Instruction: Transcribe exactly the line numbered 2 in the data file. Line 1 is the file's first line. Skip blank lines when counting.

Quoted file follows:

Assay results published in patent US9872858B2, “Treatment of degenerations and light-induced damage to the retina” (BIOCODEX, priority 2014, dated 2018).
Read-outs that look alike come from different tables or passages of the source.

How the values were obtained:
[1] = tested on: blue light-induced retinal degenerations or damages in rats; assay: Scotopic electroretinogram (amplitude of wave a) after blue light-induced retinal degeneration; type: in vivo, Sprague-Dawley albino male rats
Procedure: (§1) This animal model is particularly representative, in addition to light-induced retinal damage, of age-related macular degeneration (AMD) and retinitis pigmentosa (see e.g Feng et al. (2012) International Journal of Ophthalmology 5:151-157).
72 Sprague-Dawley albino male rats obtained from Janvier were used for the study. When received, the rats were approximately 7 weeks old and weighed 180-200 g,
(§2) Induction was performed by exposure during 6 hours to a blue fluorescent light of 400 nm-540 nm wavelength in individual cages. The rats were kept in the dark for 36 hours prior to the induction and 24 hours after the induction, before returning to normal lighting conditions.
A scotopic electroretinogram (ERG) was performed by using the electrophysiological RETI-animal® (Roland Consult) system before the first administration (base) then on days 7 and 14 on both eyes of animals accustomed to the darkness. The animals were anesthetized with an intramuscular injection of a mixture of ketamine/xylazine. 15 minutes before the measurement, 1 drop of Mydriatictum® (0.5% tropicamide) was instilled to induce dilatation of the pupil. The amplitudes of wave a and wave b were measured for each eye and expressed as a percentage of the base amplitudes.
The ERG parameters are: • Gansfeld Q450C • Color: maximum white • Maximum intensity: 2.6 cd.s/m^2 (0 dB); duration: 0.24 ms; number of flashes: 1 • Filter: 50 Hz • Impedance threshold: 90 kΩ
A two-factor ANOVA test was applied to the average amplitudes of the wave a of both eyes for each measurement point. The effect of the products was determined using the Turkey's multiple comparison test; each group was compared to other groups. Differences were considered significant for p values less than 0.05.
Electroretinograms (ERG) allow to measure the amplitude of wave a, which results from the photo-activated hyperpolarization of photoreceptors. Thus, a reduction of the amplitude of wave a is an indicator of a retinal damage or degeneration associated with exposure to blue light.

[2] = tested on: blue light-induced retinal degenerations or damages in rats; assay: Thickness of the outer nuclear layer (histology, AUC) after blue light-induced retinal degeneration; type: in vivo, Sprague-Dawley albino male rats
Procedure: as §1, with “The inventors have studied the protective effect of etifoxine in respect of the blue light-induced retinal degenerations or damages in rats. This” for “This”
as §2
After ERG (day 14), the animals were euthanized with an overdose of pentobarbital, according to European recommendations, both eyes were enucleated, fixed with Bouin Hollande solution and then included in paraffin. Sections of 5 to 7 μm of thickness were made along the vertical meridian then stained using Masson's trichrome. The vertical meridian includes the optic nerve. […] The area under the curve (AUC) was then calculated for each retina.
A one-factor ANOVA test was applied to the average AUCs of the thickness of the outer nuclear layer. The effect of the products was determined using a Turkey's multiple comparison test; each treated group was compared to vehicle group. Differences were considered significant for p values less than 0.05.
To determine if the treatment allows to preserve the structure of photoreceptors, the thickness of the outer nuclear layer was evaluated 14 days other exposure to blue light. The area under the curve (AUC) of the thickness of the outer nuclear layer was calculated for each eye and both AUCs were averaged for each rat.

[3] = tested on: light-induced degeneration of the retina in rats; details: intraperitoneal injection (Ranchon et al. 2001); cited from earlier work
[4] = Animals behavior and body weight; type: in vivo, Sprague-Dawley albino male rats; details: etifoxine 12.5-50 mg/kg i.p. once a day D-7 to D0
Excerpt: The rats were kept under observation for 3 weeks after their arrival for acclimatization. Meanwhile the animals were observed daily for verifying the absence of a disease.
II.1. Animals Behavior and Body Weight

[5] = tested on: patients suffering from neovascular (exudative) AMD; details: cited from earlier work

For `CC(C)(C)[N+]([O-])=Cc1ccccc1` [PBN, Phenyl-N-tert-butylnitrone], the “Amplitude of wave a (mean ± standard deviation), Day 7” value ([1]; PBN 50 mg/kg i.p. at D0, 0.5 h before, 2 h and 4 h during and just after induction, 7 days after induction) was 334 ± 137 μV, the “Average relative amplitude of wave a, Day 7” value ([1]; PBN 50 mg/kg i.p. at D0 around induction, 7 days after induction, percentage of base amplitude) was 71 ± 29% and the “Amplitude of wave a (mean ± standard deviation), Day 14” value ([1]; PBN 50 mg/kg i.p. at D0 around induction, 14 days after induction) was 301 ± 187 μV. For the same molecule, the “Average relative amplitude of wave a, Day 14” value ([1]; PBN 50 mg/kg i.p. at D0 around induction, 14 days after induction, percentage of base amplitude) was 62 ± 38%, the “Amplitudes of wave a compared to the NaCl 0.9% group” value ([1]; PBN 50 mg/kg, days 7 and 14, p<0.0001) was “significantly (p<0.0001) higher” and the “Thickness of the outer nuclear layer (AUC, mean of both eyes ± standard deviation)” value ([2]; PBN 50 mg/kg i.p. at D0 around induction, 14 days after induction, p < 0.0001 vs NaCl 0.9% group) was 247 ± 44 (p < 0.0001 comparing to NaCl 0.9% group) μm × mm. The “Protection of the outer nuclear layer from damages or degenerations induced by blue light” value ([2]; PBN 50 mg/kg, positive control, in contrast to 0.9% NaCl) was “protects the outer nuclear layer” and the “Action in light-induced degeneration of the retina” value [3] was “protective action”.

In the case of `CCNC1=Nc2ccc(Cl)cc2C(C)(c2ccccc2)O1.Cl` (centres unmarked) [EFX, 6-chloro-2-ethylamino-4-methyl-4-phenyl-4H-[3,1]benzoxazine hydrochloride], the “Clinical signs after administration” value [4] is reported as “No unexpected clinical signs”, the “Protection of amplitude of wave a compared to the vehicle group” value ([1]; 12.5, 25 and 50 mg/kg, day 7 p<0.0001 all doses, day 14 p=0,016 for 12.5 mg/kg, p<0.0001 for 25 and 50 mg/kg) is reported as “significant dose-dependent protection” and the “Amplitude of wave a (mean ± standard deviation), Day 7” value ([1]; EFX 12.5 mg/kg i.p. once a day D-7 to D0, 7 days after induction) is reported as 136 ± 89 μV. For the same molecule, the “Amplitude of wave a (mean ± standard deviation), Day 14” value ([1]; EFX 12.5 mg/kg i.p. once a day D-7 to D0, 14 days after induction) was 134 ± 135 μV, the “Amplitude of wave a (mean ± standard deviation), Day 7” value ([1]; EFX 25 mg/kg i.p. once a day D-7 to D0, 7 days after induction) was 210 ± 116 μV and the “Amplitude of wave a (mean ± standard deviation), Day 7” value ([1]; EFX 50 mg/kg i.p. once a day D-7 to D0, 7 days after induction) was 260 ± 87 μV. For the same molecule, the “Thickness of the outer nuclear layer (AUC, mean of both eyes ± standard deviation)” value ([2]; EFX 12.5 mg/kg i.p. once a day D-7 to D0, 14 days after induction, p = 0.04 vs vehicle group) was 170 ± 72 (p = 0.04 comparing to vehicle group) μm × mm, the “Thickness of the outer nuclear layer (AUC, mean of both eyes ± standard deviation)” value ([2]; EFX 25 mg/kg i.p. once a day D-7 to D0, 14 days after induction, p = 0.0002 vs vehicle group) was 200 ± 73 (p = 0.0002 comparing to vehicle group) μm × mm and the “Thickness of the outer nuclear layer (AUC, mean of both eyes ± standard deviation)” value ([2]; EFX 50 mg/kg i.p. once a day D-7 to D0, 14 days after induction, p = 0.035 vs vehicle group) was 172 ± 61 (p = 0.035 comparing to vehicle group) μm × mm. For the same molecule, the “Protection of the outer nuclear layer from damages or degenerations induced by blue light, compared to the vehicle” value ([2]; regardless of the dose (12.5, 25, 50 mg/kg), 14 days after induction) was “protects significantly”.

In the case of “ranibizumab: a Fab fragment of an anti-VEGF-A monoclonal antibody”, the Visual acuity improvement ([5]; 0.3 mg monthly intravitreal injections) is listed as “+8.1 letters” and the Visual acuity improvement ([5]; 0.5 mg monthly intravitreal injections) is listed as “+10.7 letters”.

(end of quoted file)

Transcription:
Read-outs that look alike come from different tables or passages of the source.